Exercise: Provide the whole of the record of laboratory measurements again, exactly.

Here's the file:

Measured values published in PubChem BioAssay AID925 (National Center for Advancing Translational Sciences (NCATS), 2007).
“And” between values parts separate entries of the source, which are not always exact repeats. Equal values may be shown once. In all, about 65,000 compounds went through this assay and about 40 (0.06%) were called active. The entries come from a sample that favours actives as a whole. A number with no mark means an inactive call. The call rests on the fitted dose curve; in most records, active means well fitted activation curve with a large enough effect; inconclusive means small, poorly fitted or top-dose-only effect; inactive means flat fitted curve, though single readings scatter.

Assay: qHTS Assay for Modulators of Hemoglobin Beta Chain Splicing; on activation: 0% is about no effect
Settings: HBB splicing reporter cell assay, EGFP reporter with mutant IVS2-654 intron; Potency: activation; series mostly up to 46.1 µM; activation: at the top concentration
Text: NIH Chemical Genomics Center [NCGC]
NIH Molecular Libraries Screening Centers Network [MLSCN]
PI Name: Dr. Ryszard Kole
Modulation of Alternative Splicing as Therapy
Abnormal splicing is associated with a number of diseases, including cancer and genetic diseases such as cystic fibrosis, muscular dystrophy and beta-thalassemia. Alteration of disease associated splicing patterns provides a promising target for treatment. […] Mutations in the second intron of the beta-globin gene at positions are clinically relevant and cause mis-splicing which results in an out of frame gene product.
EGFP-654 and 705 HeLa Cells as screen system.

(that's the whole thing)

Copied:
Measured values published in PubChem BioAssay AID925 (National Center for Advancing Translational Sciences (NCATS), 2007).
“And” between values parts separate entries of the source, which are not always exact repeats. Equal values may be shown once. In all, about 65,000 compounds went through this assay and about 40 (0.06%) were called active. The entries come from a sample that favours actives as a whole. A number with no mark means an inactive call. The call rests on the fitted dose curve; in most records, active means well fitted activation curve with a large enough effect; inconclusive means small, poorly fitted or top-dose-only effect; inactive means flat fitted curve, though single readings scatter.

Assay: qHTS Assay for Modulators of Hemoglobin Beta Chain Splicing; on activation: 0% is about no effect
Settings: HBB splicing reporter cell assay, EGFP reporter with mutant IVS2-654 intron; Potency: activation; series mostly up to 46.1 µM; activation: at the top concentration
Text: NIH Chemical Genomics Center [NCGC]
NIH Molecular Libraries Screening Centers Network [MLSCN]
PI Name: Dr. Ryszard Kole
Modulation of Alternative Splicing as Therapy
Abnormal splicing is associated with a number of diseases, including cancer and genetic diseases such as cystic fibrosis, muscular dystrophy and beta-thalassemia. Alteration of disease associated splicing patterns provides a promising target for treatment. […] Mutations in the second intron of the beta-globin gene at positions are clinically relevant and cause mis-splicing which results in an out of frame gene product.
EGFP-654 and 705 HeLa Cells as screen system.